CC Capsule: 1966 Lincoln Continental Coupé – Swing (Too) Low, Sweet Chari-Yacht

It looks like CC’s own Jim Brophy is not the only Tokyo inhabitant to have a thing for these gigantic beasts. This one has had a lot of “work” done, but it could be much worse on that score. And the timeless Continental design, even lowered and chopped to within an inch of insanity, makes for a compelling subject to photograph.

But (and that there is quite a butt!) one wonders how drivable this Continental could ever be in this context. It’s a lot wider than almost anything else on the streets of Tokyo and it’s about a foot longer than a new Toyota Century, so one would think the challenge to already be pretty daunting.

However, not content with being unable to park it in 90% of places, the owner of this car thought: “I don’t need all that ride height and wheel travel. Just wasteful. All I need is a couple inches of ground clearance. What could go wrong?”

The interior matches the exterior: all decked out in black, with a bunch of odd mods. That row of mystery chrome switches under the dash looks positively threatening, compounded by the slightly creepy rosary on the radio dial. Felix the Cat takes some of the edge off a bit, thankfully.

So onwards to the eternal debate: what’s the best/worst variation of the 1961-69 Continental theme? Even squashed down like that, with its muffler plowing the road and its roof so low that kei trucks seem to tower over it, this Lincoln was a joy to behold. As to the front end, I for one would like to nominate the 1966-67 grille as the cleanest-looking of the bunch by a mile.

The rear end, for its part, is also pretty remarkably clean. The 1966-67 tail design is certainly unique, in that it’s the only one that puts virtually all of its lights horizontally on the bottom of the bumper, save for the reflectors. Very nice, but I still prefer the 1961-63 design from this angle.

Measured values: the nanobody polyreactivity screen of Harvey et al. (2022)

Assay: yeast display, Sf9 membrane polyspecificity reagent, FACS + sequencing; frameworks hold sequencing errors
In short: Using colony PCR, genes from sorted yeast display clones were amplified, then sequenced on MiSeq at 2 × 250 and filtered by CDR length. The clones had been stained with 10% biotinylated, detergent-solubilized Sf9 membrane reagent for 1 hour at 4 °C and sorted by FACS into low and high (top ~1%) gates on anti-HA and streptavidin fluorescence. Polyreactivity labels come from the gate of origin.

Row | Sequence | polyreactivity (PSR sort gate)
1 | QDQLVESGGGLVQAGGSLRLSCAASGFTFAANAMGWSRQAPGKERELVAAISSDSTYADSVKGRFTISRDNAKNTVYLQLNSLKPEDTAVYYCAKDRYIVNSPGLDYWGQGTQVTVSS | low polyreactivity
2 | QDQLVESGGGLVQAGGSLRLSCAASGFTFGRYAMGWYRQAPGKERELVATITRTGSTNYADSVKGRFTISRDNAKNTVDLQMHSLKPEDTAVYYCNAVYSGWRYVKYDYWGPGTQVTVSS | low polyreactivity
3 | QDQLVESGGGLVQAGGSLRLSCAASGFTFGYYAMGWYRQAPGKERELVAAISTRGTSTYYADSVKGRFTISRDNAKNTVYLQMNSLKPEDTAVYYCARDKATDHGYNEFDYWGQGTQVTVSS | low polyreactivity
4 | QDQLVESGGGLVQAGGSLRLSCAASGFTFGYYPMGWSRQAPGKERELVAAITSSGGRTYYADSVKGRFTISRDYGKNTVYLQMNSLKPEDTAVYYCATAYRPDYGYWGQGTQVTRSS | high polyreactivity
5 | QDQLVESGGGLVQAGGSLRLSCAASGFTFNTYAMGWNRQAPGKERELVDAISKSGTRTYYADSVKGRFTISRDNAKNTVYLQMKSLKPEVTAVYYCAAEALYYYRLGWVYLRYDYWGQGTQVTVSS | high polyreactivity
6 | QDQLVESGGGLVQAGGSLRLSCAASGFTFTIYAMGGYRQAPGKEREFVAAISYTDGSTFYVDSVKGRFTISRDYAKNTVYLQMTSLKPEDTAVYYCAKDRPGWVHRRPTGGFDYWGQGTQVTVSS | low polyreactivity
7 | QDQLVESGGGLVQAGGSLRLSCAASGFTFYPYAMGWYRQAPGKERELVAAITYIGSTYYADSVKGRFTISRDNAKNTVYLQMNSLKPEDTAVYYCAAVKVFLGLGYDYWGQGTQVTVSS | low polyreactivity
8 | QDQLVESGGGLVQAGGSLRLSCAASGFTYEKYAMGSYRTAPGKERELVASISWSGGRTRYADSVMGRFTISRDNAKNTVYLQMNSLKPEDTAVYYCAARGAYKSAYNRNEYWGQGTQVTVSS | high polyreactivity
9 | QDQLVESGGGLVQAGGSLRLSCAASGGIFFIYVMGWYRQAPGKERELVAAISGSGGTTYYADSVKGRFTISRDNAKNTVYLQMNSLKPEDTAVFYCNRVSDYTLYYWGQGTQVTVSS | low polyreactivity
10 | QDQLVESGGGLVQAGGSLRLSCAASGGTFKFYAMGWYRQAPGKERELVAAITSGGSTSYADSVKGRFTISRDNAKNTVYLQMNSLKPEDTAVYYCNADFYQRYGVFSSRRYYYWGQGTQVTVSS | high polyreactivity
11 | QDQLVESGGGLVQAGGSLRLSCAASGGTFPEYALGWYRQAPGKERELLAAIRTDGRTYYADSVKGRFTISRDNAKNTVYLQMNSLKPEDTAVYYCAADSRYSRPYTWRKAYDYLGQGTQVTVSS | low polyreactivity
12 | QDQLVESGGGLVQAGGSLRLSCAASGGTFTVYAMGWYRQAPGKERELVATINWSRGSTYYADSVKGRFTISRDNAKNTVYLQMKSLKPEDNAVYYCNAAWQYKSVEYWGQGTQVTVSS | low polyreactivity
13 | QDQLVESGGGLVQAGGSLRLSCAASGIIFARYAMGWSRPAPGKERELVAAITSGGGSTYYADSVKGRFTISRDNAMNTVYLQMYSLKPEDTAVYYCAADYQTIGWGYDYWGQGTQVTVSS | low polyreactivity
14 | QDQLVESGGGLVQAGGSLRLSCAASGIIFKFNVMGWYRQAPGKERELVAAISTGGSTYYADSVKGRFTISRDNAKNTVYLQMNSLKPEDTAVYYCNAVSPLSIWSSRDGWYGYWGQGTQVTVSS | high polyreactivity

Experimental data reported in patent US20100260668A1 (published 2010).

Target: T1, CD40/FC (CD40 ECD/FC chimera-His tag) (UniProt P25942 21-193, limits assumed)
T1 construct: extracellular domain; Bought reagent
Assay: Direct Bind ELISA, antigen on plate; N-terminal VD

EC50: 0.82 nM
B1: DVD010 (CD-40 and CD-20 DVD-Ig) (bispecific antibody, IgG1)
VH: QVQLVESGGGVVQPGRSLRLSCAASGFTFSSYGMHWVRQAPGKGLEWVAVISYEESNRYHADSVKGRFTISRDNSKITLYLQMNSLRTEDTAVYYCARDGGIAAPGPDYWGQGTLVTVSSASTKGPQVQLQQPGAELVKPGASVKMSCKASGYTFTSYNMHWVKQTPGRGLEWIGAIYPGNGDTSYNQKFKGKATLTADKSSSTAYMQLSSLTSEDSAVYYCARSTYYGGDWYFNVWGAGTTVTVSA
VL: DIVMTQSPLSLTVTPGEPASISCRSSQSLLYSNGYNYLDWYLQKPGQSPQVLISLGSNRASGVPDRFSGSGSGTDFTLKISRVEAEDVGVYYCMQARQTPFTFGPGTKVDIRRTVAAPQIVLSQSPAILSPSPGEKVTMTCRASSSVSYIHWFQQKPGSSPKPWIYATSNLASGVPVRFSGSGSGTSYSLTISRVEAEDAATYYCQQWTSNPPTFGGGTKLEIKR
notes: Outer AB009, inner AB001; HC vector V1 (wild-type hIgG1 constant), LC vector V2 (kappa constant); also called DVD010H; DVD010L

Jim Brophy made the case for the 1966-69 Continental’s “much sleeker shape” in his words, thanks to the smoother Coke bottle-ish beltline and a somewhat less slab-sided overall design. There’s no question it’s sleeker, but it’s also far less iconic than the earlier cars’ ice-cool tiny beltline bump. And then there is the fact that this two-door variant necessarily negates another vital design gimmick that screams ‘60s Lincoln – namely, the rear suicide doors.

Without suicide doors but with a smoothed-down beltline and, as demonstrated by Paul in this compelling post, a rather Riviera-like C-pillar, the 1966 Coupé lost some of what made the 1961-65 four-door Continentals such a stand-alone style statement. It was already pointing towards the unfortunate shape of things to come – for Lincoln in particular and for American full-sizers in general. But that’s only seen in hindsight. Or maybe through crosshairs.

Nevertheless, this was the first two-door Continental of this generation I’d seen in the metal and it was certainly superlative. Longer, lower, wider indeed! I remember taking a good look at a friend’s ’68 Eldorado a few years back and being enthralled by it (save the colour – a very wrong shade of red, but I digress). Faced with an early FWD Eldorado and a ’66-’67 Continental coupé, I now know I wouldn’t be able to pick. Perhaps a two-door 1967 Imperial could break the tie?


Related posts:


Car Show Classic – 1966 Lincoln Continental Coupe – Where Have You Been?!, by Tom Klockau

Cohort Pic(k) of the Day: 1966 Lincoln Continental Coupe – With A Little Help From My (GM) Friends, by PN

COAL: 1967 Lincoln Continental Coupe – Black on Top, Unfortunately Brown on the Bottom, by Jim Brophy